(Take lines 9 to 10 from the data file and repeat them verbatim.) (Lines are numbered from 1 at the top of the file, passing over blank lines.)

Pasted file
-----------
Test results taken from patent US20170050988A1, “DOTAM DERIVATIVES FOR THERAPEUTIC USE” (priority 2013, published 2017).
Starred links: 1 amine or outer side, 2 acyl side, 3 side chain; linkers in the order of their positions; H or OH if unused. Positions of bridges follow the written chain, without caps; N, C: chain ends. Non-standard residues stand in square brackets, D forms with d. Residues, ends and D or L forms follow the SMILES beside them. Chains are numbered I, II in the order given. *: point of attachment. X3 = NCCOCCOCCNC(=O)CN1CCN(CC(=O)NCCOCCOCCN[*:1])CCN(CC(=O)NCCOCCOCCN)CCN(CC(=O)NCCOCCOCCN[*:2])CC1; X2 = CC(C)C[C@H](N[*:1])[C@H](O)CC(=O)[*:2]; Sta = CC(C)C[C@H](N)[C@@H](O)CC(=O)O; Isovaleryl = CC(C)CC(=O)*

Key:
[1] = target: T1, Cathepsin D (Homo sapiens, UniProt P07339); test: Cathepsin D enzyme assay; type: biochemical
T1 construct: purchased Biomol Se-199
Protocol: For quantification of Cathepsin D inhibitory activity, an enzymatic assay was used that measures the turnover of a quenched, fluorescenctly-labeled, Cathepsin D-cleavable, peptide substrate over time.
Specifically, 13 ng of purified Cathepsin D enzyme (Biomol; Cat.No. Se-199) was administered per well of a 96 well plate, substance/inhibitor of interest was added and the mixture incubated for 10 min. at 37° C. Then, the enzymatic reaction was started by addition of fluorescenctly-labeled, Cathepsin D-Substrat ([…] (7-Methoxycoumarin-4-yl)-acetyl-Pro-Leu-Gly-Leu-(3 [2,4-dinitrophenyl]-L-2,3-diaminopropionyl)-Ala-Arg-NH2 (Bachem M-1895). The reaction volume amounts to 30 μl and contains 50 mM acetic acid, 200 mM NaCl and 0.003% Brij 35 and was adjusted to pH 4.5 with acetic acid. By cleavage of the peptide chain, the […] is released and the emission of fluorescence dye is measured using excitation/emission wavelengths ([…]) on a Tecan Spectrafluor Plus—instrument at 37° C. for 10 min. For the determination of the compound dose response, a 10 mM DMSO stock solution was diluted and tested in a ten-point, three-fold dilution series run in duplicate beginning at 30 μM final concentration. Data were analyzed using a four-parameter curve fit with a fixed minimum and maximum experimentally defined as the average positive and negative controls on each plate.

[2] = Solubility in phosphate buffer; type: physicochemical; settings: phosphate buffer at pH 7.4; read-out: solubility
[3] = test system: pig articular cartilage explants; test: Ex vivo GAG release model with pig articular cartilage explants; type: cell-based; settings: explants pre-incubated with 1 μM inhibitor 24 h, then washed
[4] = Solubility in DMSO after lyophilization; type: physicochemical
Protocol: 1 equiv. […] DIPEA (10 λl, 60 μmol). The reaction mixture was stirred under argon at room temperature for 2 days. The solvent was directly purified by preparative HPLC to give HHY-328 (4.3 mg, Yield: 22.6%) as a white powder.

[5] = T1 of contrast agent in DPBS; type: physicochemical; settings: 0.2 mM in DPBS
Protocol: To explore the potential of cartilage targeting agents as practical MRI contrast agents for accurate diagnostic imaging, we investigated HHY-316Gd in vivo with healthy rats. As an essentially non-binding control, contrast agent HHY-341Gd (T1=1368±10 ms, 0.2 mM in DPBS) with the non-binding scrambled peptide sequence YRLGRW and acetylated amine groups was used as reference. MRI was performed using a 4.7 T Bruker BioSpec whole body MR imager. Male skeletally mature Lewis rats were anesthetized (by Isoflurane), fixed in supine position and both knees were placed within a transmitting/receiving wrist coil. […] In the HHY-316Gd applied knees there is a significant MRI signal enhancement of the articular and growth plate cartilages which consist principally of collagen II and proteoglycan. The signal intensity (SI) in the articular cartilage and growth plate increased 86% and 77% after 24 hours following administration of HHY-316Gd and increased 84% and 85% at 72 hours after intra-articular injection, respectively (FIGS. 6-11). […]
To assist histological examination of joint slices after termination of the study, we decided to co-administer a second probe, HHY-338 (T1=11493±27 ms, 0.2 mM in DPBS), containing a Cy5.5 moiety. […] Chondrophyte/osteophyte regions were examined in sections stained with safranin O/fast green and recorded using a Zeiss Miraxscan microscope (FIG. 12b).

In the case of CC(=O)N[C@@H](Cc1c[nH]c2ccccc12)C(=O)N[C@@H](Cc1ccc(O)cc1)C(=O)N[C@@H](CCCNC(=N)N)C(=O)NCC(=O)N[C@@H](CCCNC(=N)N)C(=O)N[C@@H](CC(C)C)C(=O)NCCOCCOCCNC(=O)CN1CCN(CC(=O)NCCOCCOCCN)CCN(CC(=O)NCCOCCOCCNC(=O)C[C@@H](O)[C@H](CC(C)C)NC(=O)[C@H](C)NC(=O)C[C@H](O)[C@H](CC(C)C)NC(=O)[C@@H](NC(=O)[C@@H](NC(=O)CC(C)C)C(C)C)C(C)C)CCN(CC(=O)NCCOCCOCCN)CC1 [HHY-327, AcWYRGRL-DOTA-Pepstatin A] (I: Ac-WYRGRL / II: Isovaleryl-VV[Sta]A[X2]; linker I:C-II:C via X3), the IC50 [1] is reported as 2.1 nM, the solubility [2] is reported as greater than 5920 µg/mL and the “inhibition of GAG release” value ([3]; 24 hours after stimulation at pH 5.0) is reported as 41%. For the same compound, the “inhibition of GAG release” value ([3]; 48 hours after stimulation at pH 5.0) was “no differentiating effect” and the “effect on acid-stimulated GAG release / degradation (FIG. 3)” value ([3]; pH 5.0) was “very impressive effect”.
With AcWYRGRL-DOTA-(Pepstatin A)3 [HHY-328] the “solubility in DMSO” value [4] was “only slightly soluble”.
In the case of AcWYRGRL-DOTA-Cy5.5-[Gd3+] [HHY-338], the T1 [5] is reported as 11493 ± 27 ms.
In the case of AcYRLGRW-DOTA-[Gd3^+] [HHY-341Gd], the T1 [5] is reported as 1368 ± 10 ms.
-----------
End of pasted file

[3] = test system: pig articular cartilage explants; test: Ex vivo GAG release model with pig articular cartilage explants; type: cell-based; settings: explants pre-incubated with 1 μM inhibitor 24 h, then washed
[4] = Solubility in DMSO after lyophilization; type: physicochemical